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“Nothing to tell” versus “nothing to say”

Both words seem to be used interchangeably. I generally don't differentiate between them and intuitively pick one over the other. Is there a standardized way to distinguish between the two?

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marked as duplicate by Kit Z. Fox, Robusto, JSBձոգչ, Marthaª, Thursagen Jun 29 '11 at 22:37

This question has been asked before and already has an answer. If those answers do not fully address your question, please ask a new question.

up vote 2 down vote accepted

The verb tell is transitive, and takes a direct object. The verb said does not. You should use tell when you're emphasizing the fact that you're communicating something to somebody:

Let me tell you how to get to San Jose.
*Let me say to you how to get to San Jose.
Let me tell you a story.
*Let me say a story to you.

You should use say when there is no communication involved:

Say "rubber baby buggy bumpers" ten times fast.
*Tell me "rubber baby buggy bumpers" ten times fast.

Most of the time, both verbs can be used:

Tell me you didn't mean that.
Say you didn't mean that.

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"To say" is simply to speak; to have words coming out of your mouth at some audible level. "To tell" is to communicate a thought to some listener.

There is thus a slight grammatical difference; "to tell" requires that the object be the listener or recipient, and what is/was communicated becomes the object complement. With "to say", what is said is the object, unless a preposition is used to insert a listener as an object.

So, the following are all valid:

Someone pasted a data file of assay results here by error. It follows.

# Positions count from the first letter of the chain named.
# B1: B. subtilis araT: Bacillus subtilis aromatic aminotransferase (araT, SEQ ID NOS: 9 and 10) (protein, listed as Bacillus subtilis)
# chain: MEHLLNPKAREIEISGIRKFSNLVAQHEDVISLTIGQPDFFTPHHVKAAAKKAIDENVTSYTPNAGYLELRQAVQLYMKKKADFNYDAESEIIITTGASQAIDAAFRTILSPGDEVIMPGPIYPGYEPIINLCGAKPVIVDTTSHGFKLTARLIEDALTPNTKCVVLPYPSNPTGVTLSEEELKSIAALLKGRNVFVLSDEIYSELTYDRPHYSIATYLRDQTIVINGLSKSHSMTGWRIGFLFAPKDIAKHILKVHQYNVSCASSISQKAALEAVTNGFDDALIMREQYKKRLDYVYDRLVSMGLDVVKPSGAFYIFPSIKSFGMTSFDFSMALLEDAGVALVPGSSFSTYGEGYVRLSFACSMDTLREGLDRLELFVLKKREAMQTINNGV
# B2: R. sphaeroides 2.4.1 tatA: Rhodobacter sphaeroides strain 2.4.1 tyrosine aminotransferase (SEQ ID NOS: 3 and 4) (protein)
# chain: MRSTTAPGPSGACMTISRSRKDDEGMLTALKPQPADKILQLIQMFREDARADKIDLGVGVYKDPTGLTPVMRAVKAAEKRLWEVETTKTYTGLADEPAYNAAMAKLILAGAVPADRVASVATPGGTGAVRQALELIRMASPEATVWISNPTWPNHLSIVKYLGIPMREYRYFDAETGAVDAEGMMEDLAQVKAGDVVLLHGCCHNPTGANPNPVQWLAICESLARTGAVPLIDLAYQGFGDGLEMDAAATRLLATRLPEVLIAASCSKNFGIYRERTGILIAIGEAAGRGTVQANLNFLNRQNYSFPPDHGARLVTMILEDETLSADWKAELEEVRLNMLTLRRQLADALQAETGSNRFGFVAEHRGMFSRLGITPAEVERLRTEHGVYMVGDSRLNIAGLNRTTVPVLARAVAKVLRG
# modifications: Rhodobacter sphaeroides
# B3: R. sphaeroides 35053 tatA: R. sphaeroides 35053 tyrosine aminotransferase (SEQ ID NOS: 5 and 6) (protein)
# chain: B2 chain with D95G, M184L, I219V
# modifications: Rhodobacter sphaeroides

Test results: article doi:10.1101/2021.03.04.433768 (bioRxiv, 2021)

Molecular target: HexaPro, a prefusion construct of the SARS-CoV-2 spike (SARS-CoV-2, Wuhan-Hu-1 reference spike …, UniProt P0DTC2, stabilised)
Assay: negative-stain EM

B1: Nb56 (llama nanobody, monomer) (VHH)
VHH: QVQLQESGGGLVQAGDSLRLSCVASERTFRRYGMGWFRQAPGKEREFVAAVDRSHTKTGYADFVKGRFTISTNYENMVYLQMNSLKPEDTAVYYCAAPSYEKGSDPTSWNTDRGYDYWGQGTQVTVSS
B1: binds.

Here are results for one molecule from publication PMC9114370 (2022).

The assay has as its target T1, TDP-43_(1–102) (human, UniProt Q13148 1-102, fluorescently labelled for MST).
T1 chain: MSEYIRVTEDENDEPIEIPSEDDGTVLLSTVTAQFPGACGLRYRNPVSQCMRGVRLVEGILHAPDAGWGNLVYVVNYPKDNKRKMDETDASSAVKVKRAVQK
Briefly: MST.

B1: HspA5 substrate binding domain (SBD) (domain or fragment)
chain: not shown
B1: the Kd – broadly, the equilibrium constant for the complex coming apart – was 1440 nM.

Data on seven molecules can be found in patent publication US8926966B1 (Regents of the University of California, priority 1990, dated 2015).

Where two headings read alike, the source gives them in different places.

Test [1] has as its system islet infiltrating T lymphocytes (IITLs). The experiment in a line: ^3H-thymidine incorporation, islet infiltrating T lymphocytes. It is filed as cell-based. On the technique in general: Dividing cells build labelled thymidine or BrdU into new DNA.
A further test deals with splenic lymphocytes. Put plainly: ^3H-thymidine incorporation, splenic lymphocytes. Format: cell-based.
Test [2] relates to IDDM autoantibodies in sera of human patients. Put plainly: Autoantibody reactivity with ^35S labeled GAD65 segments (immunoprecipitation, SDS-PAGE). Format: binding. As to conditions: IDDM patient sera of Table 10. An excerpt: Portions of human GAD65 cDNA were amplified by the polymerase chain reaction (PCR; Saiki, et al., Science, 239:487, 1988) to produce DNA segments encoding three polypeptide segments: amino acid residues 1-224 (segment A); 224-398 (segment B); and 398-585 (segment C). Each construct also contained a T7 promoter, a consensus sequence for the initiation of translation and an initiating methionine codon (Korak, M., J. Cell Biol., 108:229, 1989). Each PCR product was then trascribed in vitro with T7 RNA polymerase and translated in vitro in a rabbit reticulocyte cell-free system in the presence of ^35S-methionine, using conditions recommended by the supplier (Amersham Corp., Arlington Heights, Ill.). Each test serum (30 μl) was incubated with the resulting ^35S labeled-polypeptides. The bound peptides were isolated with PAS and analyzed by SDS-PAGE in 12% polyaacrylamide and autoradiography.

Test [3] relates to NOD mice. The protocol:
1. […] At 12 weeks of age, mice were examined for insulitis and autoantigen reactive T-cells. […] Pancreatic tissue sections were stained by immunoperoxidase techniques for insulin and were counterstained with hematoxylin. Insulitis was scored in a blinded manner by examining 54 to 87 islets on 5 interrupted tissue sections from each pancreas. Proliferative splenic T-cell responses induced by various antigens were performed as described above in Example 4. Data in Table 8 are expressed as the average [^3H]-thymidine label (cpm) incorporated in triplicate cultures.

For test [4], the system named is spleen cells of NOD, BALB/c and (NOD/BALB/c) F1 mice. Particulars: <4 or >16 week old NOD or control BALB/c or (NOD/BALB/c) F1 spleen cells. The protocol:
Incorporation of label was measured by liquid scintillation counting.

I said, "go away". - (no listener specified; it must be implied from context)

I said to Tom, "go away". - (listener specified as a proper noun)

I said that Tom should go away. - (Listener not specified, despite the presence of an object noun; it is part of another statement joined to "I said" with a conjunction)

I told Tom "go away". - (listener specified, implication is that Tom received and understood the message)

I told Tom to go away - (listener specified, what is told doesn't have to be a quote)

However, neither of the following are valid:

I said Tom "go away" - (requires a preposition to insert an object noun)

I told "go away" - (requires an object noun and object complement structure)

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Say is more general, and can refer to any indicative speech. Tell is a stronger word. It usually signifies either information being conveyed or a command. For example:

He told me what had happened.

He told me to go away.

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I guess it's more of a preference. You normally "tell" someone something. If I have nothing to tell, it suggests that there's no information, story, or answer to "tell" you. When I have nothing to say, it suggests that I'm either reluctant to say anything, or have nothing to say.

That's how I distinguish between the two, but in terms of their definition given the context, they are largely the same; like you, I don't differentiate between them as well.


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